I’ve often felt that Christian books on the subject of “marriage” are a dime a dozen. I’ve read through many that were helpful but often I’ve been left wondering where the biblical insights are! Not every “Christian” book on marriage should claim to be “Christian” if there is little appeal to the Scriptural position regarding the subject. How can a book be “Christian” if it does not interact or utilize the very book that Christianity is based upon that explains and reveals God’s activity in redemption and the person whom our faith is founded upon?
Thus, I’m delighted to recommend Dr. Emerson Eggerichs‘ book, Love & Respect. Eggerichs’ thesis is largely based on Paul’s words in Ephesians 5:22-25. The message is simple: Husbands, love your wives. Wives, honor your husbands.
The book’s first section deals with what Eggerichs calls, “The Crazy Cycle.” To simplify what the author writes in just over 100 pages, the “crazy cycle” deals with communication. Quite frankly, men and women communicate differently. And not only do they communicate differently, they decipher differently. When a spouse makes a statement that they innocently believe conveys their true feelings, the other spouse interprets it incorrectly and then responds to that misinterpretation. Thus, the “crazy cycle” begins. But those are simply symptoms of the greater issue at hand: men desire to be respected and wives desire to be loved. The messages often undermine these two foundational expressions.
I believe Eggerichs touches on what generally is true of many married couples. It doesn’t take a rocket scientist, or, in this case a psychologist, to recognize that communication is the issue. Since communication is the issue, what is the solution? This is where Eggerichs masterfully provides extremely practical insights and advice, and he does so with acronyms.
As a husband, the key question is, how can I express love to my wife? Eggerichs suggests you become a better speller, spcifically that you learn to spell “couple” – C-O-U-P-L-E.
Closeness – She wants to be close to you
Openness – She wants you to open up to her
Understanding – Don’t try to “fix” her; just listen
Peacemaking – She wants you to say, “I’m sorry”
Loyalty – She needs to know you’re committed
Esteem – She wants you to honor and cherish her
This is just a teaser. Each letter of the acronym has a chapter and each chapter is highly practical. I’d venture to guess that the “C” and the “O” are most often overlooked by many men, though each of the letters spark a great deal of insight into the mind of a women, specifically a wife.
The essential truth is that if you work through the acronym, you end up at a place where your wife will know that you do honor and cherish her! I have personally learned quite a bit from this acronym.
As we all know, wives are also in need of help expressing their honor, respect, and ultimately love for their husbands. Here, Eggerichs suggests they learn the word “chair” – C-H-A-I-R.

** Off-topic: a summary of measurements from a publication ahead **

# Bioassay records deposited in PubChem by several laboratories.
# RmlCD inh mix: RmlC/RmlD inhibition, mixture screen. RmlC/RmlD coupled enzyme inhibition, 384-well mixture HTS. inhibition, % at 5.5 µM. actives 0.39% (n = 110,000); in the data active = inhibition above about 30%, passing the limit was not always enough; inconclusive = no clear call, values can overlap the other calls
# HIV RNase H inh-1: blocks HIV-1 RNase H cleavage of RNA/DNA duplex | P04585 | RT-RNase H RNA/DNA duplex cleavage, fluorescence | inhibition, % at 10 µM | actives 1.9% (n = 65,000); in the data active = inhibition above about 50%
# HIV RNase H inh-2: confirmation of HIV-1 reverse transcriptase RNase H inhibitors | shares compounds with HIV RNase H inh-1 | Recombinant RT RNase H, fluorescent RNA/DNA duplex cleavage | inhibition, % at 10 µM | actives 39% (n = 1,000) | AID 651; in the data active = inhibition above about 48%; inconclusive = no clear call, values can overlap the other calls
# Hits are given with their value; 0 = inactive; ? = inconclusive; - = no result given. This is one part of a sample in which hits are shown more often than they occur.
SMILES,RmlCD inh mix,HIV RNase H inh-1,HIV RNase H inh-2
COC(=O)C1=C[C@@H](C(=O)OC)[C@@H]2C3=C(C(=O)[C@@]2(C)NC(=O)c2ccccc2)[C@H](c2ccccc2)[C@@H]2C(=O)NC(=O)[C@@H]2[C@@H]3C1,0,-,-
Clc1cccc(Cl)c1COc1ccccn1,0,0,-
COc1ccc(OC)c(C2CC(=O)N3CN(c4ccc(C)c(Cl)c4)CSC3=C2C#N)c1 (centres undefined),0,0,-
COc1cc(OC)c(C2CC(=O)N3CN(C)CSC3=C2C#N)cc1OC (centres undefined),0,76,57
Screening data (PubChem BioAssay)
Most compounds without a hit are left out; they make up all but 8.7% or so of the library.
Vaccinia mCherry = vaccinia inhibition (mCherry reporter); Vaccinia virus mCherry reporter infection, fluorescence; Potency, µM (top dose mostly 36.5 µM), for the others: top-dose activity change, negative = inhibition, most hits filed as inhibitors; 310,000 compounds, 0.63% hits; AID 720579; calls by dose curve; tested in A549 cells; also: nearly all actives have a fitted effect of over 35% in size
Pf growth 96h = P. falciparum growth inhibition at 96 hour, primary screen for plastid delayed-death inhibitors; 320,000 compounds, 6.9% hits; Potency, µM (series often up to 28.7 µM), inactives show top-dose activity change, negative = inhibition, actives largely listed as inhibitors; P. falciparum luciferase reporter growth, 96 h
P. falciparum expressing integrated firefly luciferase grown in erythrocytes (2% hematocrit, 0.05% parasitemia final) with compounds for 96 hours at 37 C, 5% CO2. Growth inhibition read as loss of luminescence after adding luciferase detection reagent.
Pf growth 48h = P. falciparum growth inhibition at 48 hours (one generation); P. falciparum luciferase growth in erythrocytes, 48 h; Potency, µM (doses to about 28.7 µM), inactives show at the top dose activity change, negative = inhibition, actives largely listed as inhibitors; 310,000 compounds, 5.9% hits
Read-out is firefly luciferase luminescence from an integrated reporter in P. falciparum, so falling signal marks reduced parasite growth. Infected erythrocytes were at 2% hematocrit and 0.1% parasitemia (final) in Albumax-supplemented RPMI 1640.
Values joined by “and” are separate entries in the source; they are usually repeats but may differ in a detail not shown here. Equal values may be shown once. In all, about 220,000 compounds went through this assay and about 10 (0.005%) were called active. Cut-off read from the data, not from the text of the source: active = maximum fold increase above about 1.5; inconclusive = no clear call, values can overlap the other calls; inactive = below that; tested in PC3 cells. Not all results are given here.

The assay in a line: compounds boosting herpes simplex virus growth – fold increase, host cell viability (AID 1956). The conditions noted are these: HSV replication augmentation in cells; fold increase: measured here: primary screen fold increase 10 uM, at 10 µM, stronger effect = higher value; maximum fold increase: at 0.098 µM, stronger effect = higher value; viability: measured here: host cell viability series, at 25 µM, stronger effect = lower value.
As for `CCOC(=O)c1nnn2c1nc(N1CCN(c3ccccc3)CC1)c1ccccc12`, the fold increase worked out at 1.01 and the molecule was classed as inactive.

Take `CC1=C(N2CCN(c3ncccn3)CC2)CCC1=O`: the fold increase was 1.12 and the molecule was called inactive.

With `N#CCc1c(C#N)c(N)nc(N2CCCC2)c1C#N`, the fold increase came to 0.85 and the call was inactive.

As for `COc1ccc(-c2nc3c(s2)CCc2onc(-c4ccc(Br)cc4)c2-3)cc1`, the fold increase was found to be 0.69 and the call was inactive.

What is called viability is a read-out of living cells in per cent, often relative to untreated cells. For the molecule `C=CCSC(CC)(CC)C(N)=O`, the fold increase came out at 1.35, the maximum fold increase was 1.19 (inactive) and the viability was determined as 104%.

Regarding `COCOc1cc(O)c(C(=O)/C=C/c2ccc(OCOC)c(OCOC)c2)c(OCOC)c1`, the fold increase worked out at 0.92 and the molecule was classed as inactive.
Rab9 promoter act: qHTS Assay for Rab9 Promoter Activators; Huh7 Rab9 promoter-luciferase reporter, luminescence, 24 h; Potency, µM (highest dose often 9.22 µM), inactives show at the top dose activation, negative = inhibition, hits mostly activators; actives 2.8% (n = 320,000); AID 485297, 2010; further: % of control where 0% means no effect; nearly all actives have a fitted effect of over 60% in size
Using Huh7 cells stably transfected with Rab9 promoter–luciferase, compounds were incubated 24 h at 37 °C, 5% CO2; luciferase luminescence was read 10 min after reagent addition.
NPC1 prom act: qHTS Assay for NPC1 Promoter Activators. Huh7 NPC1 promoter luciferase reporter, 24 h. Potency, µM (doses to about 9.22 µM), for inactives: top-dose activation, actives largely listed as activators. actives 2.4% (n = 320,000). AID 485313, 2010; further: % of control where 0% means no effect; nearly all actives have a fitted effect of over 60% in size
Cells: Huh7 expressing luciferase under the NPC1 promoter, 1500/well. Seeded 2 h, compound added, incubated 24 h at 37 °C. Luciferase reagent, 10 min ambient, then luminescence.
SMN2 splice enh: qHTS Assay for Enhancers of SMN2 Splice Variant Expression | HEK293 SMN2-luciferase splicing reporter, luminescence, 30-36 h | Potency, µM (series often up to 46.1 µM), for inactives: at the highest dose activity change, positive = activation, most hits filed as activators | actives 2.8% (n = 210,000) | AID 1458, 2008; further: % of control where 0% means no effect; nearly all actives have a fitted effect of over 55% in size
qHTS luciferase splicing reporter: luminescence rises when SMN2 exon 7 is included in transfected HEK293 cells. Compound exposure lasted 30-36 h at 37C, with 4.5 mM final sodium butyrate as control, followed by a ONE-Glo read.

Conquest – Appreciate his desire to work and achieve
Hierarchy – Appreciate his desire to protect and provide
Authority – Appreciate his desire to serve and to lead
Insight – Appreciate his desire to analyze and counsel
Relationship – Appreciate his desire for shoulder-to-shoulder friendship
Sexuality – Appreciate his desire for sexual intimacy
Again, this teaser does not give you a complete understanding of the practical ways to carry these out nor or the implications that go along with living it out. But they are there.
The book closes with some thoughts on the rewards of living the suggestions out. In fact, I would buy this book for Eggerichs’ chapter, “The Real Reason to Love and Respect” alone. It’s about God. And it’s about worship. This chapter is biblically and theologically rich. I’m reminded of the importance of taking to heart what matters to God, and marriage matters to God – period.
Constructive Criticism: I only have one gripe with the book. I wish it would have taken into consideration the community and the function of the Church. The Church is a group of Jesus-followers that can greatly enhance a couple’s marriage and I think this book relies a bit too much on the American individualism that often permeates our concept of “community” or “church.”
For instance, what if a husband doesn’t desire to protect and provide? What if a wife doesn’t have a desire for her husband to apologize because she herself doesn’t apologize? Eggerichs gives advice to the spouse trying to make change, but does the Church ever step in and bring correction and if so, how does that interact with the process of building a healthy marriage?
I suppose these questions where not in the scope of the book, so my “constructive criticism” is based largely upon questions that I would really like to know Eggerichs’ thoughts! After all, Eggerichs was a pastor and has an MDiv, which means I’m sure he’s interacted with these ideas, specifically how the Church functions in the role of building strong marriages!
Apart from these initial questions, I can only recommend this book for every married couple or couple planning to become married. It’s fantastic. Read it, live it, and enjoy the benefits of it.